How to Become a Good Mimic @ North East Melodeon Playgroup 2018

Following on from a successful workshop on Session Survival Skills at Melodeons in Wensleydale, I decided for my improvers workshop at NE Melodeon Playgroup to hone in on what I consider to be one of the most the important skills in learning to play-by-ear: mimicry.

What do you mean by ‘mimicry’?

In my teaching approach, mimicry is the act of imitating the bellows, body and finger movements of another player on your own instrument in order to ‘fast track’ learning something new.

The ‘Melodeon Zone’

Developing useful mimicry skills requires close observation and listening. But the challenge most importantly is to clear your mind of all other distractions as if it were just you and the other player in the room. This skill is part of my ‘mindful’ approach to playing the melodeon. By simply allowing your full consciousness to focus on the movements and sound of the other player (‘The Guru’, as we’ll call them), your own mind and body will begin to slip into the control of the subconscious; or what I refer to as ‘The Melodeon Zone’.

In my interpretation, The Melodeon Zone is a light, white space where only you and The Guru are present. Your whole conscious focus is fixed on them with nothing else around to distract you. After a while, you might notice the consciously uncontrolled feeling of your own body beginning to respond to their movement. This is your subconscious taking over. Allow it to happen! Witness, as if hovering above The Zone, how it feels to have The Guru control your body like a marionette puppet on strings. Allow them to become the boss of you. What they do, you follow. When their bellows go out, your bellows go out. When their left hand changes to a C chord, your left hand changes to a C chord. I think you get the picture!

When you find this place, and it might take several attempts at it, you are well and truly deep within The Melodeon Zone. A meditative place where your own body responds to the movements of another. For me this can happen when playing on my own in peaceful solitude, in a noisy group session or when playing for dance. Particularly when playing for Cotswold Morris.

A ‘Mindful Approach’

When you’ve found The Melodeon Zone, whatever you do DON’T THINK! Does this sound familiar?

“I can do [this thing] until I think about what I’m doing and then it all goes wrong!”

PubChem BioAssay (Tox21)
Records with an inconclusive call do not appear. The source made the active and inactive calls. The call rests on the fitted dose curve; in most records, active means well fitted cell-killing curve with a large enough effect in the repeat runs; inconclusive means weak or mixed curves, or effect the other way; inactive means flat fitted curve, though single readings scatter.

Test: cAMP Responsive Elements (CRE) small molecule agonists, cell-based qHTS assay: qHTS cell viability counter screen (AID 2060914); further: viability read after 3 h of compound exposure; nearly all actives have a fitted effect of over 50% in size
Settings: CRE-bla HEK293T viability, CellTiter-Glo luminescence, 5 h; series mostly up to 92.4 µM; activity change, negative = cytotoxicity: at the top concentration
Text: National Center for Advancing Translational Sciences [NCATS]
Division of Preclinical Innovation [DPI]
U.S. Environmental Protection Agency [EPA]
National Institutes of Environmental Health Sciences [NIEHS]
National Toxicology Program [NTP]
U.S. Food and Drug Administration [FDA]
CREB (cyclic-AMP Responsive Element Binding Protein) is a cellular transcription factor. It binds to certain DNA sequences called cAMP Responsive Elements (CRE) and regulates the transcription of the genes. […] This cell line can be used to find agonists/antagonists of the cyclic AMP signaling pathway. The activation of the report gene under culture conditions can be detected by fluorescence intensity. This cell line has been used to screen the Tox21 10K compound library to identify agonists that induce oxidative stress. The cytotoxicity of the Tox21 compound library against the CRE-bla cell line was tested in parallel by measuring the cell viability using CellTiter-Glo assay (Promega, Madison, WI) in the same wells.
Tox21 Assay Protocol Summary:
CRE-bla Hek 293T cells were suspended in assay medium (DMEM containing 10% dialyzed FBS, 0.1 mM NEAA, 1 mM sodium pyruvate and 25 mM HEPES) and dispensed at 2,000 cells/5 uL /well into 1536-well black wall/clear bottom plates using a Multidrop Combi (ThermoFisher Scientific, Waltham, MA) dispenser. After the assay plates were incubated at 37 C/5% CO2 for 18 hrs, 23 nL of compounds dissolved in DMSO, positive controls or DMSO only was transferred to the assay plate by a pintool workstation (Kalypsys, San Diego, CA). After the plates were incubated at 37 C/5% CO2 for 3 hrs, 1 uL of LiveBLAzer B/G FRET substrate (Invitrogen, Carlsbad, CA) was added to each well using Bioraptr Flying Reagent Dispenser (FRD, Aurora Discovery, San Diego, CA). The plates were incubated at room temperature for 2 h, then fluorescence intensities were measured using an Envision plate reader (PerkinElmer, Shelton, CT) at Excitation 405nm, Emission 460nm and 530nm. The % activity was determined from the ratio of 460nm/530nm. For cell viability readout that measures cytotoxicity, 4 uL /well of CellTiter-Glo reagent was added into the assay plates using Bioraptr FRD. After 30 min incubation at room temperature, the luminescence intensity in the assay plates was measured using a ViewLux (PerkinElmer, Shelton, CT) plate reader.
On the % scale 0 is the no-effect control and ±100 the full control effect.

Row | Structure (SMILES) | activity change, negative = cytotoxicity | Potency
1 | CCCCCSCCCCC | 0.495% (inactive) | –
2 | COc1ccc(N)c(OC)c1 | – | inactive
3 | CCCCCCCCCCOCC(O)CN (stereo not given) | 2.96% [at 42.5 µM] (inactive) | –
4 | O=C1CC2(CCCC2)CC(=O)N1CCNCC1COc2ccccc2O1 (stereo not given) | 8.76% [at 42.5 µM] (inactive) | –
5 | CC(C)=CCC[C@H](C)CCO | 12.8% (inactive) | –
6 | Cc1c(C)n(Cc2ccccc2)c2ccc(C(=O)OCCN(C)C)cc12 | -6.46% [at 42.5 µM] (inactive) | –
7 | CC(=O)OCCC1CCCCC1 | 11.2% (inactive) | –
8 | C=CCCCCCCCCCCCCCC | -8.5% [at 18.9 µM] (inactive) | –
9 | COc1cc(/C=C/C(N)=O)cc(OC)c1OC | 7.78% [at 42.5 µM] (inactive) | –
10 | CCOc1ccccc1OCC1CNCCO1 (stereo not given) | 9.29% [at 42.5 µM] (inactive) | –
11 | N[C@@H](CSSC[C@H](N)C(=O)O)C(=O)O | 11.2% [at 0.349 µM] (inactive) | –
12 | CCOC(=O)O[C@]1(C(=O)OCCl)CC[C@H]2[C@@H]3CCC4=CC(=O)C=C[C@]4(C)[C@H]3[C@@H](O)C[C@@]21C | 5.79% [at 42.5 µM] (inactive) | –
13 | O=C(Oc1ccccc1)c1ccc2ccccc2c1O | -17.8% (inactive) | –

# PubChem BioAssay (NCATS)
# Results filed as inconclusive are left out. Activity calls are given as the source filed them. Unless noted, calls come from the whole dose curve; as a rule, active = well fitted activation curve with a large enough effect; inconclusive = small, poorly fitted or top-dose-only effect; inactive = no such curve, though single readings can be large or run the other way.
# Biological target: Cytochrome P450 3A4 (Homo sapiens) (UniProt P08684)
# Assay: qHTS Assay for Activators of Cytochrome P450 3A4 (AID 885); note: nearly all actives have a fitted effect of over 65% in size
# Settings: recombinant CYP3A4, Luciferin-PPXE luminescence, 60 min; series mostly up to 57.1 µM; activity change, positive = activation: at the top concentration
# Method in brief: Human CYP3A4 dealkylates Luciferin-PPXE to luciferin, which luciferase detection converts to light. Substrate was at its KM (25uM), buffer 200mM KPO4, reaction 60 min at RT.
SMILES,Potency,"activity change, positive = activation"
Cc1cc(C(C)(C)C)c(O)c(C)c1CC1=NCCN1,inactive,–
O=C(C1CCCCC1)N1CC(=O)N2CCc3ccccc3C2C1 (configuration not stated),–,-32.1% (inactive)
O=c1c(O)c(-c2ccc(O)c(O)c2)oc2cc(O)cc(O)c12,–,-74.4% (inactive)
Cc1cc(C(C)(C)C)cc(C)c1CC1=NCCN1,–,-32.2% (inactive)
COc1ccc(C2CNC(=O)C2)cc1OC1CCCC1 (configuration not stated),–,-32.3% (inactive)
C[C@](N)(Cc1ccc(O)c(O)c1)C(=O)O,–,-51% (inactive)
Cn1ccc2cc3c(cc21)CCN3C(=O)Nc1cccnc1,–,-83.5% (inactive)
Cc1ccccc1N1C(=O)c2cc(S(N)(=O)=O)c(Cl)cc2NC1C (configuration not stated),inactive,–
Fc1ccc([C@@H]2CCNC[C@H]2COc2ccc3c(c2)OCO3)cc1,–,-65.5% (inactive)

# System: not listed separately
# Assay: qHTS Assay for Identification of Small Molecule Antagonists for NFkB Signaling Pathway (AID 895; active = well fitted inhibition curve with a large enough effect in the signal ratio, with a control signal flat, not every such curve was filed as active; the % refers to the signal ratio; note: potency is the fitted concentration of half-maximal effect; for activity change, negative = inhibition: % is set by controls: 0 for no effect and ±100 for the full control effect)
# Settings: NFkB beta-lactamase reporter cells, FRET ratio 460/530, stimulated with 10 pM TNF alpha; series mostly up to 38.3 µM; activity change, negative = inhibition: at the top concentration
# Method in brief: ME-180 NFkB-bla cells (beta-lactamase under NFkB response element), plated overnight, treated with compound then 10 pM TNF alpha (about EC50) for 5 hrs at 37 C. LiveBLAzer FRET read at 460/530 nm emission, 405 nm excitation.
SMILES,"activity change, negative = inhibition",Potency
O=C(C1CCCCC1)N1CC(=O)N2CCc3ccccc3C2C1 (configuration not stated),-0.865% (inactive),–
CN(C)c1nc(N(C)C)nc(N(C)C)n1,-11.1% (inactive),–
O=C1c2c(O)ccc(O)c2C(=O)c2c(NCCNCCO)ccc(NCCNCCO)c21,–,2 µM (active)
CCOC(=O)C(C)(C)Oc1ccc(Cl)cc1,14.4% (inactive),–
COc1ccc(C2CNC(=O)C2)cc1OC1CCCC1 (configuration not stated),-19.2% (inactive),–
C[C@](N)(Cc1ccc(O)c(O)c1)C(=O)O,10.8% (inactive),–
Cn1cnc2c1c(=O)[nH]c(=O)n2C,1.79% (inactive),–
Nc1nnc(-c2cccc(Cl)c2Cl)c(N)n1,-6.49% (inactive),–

We’ve all been there! It’s a funny part of the melodeon learning process. Your subconscious is very good at cottoning on to patterns of repetition and just getting on with things. But as soon as the conscious part of your brain turns up to the party, with it’s big eager feet stomping around, demanding answers as to what on earth is going on here so it can analyse and process – The Zone bubble is burst and the beautiful little learning space that the subconscious created is lost.

With some training on controlling your focus, and application of the 3 P’s (patience, practise and persistence!), you can learn to overcome this flip-flop scenario between the conscious and subconscious parts of your brain. You will learn to split your subconscious focus to rest on the tactile sensations of your own fingers touching the buttons, and the way they move through the air between notes. You’ll be able to better appreciate the tonal quality of your reeds, and the vibrations at the various contact points between you and the instrument with which you’ve been blind to. You’ll notice how your wrists, arms, shoulders and back move with the bellows at different points throughout a tune and start to build muscle memories in wider areas of your whole body. I find this practise is an overwhelmingly centering, relaxing and calming experience on its own merit, let alone the learning benefits it provides! It is an opportunity to become better acquainted with your instrument(s) and is therefore hugely beneficial to the music you make with them.

The Whittonstall Girlguiding Campsite was our home for the weekend — boy was it beautiful!

North East Melodeon Playgroup

I spent the day leading the improvers group in playing a simple English Morris dance jig by ear. The tune I like to use for this workshop is The Willow Tree – a simple and repetitive melody with some slightly out of the ordinary left hand accompaniment techniques arranged by yours truly.

In advance of the day I had asked for participants to prepare simply by listening to the tune in order to build a mental ‘blueprint’ of the tune. Repetitive listening is always the best way to go about learning by ear. I created some exercises where participants watched me and just silently followed my bellows movements as I played the full tune with both hands. The great thing about this approach is that there is far less for your brain to focus on so you can concentrate on just the bellows movements alone. Not only is this method great for discerning basic ins and outs, but you can also pick up the subtlety in air button use and how to shape notes using the bellows.

By the end of the day, every participant had the tune with both hands down pat and most had attempted to put some shape into their sound. Check out this video to hear how they did in the workshop showcase at the end of the day:

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